The actress chats to Emma Clarendon about starring as Sarah Brown in Guys and Dolls at Sheffield’s Crucible Theatre.
Hi Alex – thanks for talking to me. Given this is such a classic musical what can audiences expect from this production of Guys and Dolls?
Guys and Dolls is a pretty perfect musical so audiences, at the very least, will see a script full of witty zingers, compelling characters, brilliant dances and the most excellent score. And, in this particular production, all of those things are in very safe hands. It’s not exactly an under-revived show (!), but I think this might be a very special version. Everything I’ve seen so far, from the set to the choreography to the cast, is extremely exciting, and all just a bit different from what you might have seen before.
What are you most looking forward to about being part of Guys and Dolls?
I think just being part of something so joyful, and so GOOD. When you get a script that’s this tight and rich it’s total heaven for a company. Considering how long ago it was written there’s very few corners that you have to iron out – it’s bliss. Being back at the Crucible is wonderful. It’s without a doubt my favourite space to play, and my favourite audience to play to. There’s an inherent warmth in the building, and, as well as a standard of excellence, there’s a real sense of fun and naughtiness here which suits me marvellously.
I feel hugely lucky to be working with Rob Hastie again. He’s a brilliant director and a very kind man, and I loved working with him on Standing at the Sky’s Edge earlier this year. He’s assembled a brilliant team and company for this production (kudos too to our brilliant casting director, Stuart Burt), I really couldn’t be happier.
How do you see your character Sarah Brown?
Well, firstly Sarah is someone I never thought I’d play in a million years, as I mainly play comedy and I was a little surprised when Rob asked if I’d be interested. So I read the original Damon Runyon story The Idyll of Miss Sarah Brown and was blown away by what a badass she is. She’s often described as innocent and ‘buttoned up’, but I’ve enjoyed discovering that she’s more complicated than that.
In the story Runyon makes it clear that she doesn’t come from a religious family, in fact both her father and brother were ruined by gambling, which makes so much sense. So when she meets Sky she thinks: “I know you. I know exactly the kind of man you are”, and I think that terrifies her. Her work in the Save a Soul Mission – to me anyway – feels less about religious faith, and more about a structure that offers a binary idea of morality, which you can understand is very appealing to someone brought up in a morally compromised environment. It’s something concrete for her to cling to – you know – abstinence good/gambling bad.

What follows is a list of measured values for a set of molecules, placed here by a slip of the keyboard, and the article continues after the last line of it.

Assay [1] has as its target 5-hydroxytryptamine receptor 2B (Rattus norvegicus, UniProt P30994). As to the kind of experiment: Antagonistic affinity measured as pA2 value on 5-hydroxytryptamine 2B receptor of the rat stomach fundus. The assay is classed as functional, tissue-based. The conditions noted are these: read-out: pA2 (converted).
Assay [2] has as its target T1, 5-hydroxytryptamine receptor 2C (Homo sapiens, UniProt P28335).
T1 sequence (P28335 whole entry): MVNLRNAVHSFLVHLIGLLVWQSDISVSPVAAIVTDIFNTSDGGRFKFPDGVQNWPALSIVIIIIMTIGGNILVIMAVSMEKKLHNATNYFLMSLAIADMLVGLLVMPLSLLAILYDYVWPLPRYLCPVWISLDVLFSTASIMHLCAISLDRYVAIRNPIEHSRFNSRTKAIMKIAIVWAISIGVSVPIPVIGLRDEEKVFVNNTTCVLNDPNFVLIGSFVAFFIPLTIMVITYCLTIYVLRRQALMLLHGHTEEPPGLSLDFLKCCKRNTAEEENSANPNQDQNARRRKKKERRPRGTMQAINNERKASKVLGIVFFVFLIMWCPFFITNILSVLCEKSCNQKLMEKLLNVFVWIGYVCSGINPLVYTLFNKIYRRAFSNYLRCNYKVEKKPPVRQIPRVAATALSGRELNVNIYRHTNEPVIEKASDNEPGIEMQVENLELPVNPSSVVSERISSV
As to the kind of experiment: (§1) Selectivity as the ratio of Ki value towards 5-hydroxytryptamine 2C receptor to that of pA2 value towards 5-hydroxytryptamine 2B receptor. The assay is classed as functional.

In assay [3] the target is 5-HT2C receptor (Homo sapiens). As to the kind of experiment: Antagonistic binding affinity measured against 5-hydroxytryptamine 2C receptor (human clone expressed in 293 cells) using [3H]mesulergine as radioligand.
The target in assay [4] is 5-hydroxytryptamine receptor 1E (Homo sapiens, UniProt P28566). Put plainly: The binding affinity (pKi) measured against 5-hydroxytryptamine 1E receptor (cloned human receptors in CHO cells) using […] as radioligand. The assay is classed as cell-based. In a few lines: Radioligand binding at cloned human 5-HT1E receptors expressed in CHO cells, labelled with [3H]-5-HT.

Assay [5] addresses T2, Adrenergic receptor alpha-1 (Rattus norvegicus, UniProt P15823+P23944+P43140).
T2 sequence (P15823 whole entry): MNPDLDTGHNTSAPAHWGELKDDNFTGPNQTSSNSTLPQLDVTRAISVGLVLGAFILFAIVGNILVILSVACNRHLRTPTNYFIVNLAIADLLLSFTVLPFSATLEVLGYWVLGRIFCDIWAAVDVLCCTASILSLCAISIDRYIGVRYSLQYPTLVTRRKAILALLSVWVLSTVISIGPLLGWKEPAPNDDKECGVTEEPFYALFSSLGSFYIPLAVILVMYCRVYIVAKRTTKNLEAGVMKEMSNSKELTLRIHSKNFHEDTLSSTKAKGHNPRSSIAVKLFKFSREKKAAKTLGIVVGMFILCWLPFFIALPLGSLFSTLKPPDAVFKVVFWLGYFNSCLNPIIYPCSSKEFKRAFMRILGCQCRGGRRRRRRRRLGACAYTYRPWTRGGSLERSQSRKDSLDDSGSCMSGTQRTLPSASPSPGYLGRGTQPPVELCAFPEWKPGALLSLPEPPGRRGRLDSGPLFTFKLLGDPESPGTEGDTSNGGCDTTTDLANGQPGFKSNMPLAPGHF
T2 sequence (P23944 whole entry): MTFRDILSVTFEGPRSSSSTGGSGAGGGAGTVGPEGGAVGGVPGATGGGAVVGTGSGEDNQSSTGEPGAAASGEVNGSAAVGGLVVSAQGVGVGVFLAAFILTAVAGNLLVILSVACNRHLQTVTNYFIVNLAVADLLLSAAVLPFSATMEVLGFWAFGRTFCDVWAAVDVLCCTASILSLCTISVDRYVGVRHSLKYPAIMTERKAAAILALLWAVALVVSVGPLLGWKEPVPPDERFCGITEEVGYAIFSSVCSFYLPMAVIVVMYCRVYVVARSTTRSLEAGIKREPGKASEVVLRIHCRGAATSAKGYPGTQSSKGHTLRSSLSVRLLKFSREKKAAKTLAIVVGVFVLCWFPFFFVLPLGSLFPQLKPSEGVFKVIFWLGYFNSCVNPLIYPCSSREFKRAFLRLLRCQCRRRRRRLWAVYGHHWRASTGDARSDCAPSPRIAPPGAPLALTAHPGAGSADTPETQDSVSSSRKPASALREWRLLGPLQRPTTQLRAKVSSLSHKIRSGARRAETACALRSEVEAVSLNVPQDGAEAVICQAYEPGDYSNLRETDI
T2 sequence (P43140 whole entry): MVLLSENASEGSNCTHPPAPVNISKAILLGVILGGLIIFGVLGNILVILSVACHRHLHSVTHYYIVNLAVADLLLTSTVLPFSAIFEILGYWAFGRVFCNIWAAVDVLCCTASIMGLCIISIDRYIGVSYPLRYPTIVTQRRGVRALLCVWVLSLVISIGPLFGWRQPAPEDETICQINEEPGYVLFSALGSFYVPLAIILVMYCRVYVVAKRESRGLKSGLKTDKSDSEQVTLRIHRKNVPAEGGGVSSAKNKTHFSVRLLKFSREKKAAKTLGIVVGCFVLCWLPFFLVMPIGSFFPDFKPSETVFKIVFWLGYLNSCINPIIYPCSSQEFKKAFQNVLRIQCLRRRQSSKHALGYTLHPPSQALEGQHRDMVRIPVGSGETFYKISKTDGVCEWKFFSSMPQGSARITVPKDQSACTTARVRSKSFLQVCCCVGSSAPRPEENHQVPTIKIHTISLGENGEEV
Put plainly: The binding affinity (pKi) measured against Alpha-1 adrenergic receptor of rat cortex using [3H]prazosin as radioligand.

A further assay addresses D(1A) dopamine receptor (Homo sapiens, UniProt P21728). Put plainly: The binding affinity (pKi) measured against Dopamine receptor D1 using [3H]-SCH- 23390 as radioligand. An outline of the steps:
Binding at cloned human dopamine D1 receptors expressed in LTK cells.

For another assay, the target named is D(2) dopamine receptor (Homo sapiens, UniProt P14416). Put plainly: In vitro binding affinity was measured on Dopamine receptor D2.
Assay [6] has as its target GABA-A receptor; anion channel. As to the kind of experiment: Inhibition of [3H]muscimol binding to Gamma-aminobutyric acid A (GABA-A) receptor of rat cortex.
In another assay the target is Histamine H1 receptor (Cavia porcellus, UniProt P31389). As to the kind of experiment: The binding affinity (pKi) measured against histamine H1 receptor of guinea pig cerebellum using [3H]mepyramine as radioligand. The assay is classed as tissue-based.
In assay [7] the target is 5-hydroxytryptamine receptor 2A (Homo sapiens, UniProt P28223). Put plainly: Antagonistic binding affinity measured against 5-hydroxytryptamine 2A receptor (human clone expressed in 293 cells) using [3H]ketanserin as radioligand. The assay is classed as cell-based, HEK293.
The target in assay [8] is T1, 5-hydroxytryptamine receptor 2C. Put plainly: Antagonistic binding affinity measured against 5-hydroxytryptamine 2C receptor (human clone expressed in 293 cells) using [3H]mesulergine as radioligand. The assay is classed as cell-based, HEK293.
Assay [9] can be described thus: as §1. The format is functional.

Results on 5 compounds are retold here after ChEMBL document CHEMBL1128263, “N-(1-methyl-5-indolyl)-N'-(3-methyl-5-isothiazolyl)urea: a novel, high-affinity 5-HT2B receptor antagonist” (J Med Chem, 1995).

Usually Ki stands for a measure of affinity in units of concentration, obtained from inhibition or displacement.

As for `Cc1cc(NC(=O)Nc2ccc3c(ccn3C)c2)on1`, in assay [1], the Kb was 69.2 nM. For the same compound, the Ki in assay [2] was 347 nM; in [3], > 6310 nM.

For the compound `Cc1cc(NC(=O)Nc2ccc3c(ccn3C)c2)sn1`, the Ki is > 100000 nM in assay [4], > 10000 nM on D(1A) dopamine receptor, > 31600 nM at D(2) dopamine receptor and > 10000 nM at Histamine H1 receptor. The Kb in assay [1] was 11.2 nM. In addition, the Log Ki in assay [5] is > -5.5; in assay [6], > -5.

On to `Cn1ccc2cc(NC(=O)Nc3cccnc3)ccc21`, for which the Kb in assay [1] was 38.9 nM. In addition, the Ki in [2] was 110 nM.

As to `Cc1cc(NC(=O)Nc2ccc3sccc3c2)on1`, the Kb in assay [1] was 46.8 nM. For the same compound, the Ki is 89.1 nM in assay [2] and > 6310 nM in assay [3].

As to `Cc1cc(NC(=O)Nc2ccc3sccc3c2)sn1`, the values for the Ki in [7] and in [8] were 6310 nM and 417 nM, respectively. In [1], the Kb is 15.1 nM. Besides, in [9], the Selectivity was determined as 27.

Then in walks Sky and he, intentionally or not,
just smashes that apart, and she’s left questioning everything about who she is and what she believes. The fact that Kadiff [Kirwan, playing Sky] and I are a bit older brings perhaps a different richness to it; our Sky and Sarah have spent their lives trying to get away from their roots, carefully
constructing a version of themselves which is suddenly challenged when they meet each other. This makes their relationship much more difficult, funny and moving than I ever thought. Yeah, I’ve kinda fallen for her. She’s fascinating. She also gets to do some excellent drunk business which keeps me happy, as I am, frankly, a deplorable show off.
Do you have a favourite moment in the show? Basically anytime Natalie Casey and Martin Marquez are onstage. They are the most delightful
Adelaide and Nathan. Warm, real and very, very funny. I adore the opening song Fugue for Tinhorns it’s really cool. Our MD Will Stuart is a brilliant jazzer, so everything is sounding really hip. We rehearsed Sit Down You’re Rocking the Boat yesterday and our Nicely, TJ Lloyd, is everything you’d
want him to be! But I think my favourite moment is My Time of Day, Sky’s song. It’s a profoundly revealing moment for his character and it’s musically transcendent. And my goodness, when Kadiff
sings it to me, it’s all I can do to not do a lady swoon.
What was your first experience of Guys and Dolls? Ha! Doing it at school. I played Sarah’s grandfather, Arvide. I was FURIOUS not to be cast as either
female lead, so I was determined to make him as ridiculous as possible and desperately tried to upstage everyone (deplorable show off). I’m not proud of it at all, it was a really vulgar comic creation…but pretty funny to be honest. Although, now Garry Robson is playing it in our production,
I’m seeing what a beautiful, witty, heart-swelling, heartbreaking part it is. His solo, which is a number I’ve never really paid much attention to, is going to make you weep. You’ve been warned.
If people are thinking about coming along why should they? Oh Gosh, I mean, the songs, the story, the jokes, the cast, the Crucible, what’s not to love? And our production looks set to be rich, warm, mature, funny and beautifully inclusive. This show will lift your heart, and at the moment, I think we all need that, don’t we?
By Emma Clarendon
Guys and Dolls is in the Crucible from Saturday 7 December – Saturday 18 January. Tickets are on sale now and available at the Box Office, on 0114 249 6000 or online at https://www.sheffieldtheatres.co.uk/events/guys-and-dolls